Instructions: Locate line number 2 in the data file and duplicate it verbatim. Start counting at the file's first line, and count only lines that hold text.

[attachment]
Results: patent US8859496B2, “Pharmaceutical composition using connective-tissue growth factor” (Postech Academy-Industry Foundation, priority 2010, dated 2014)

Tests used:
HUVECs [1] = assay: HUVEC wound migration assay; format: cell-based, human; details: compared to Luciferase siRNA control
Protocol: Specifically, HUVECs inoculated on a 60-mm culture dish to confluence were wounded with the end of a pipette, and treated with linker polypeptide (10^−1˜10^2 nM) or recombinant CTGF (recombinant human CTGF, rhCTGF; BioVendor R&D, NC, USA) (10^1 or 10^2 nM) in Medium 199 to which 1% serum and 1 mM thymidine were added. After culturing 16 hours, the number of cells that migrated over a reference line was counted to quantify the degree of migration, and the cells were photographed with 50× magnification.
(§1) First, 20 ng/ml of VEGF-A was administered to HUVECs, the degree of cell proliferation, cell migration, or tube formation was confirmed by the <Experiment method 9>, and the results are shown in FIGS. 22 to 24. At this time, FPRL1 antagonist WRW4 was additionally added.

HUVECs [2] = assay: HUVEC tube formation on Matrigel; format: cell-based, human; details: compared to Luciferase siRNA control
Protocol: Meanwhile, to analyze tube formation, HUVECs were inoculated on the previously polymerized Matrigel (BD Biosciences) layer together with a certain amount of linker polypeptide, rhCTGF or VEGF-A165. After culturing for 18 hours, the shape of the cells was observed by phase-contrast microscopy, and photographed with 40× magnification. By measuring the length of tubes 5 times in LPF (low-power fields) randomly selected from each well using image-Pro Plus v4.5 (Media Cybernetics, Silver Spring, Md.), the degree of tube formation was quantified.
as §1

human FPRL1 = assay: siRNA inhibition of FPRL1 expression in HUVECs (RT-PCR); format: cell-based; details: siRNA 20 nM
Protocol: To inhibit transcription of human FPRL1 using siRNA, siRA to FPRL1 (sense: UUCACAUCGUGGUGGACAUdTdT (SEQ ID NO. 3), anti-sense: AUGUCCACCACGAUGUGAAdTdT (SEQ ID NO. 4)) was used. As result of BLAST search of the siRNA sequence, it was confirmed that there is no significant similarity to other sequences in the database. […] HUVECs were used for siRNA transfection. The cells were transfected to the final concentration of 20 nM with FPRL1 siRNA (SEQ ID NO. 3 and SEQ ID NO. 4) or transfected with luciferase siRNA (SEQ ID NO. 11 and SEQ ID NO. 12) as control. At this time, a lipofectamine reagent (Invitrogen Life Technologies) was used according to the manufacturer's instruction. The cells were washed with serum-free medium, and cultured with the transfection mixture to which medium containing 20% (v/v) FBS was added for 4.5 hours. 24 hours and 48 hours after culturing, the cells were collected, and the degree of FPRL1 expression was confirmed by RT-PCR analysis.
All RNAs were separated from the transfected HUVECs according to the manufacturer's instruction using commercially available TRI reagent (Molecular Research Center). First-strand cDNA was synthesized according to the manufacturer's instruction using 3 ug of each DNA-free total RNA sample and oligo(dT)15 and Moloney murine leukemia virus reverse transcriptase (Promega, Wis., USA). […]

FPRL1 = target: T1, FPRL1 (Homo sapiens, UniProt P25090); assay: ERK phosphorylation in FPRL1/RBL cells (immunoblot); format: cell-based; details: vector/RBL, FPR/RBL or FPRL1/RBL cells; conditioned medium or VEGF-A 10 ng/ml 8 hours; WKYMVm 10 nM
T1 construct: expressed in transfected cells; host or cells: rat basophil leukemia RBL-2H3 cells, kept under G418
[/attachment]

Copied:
Tests used: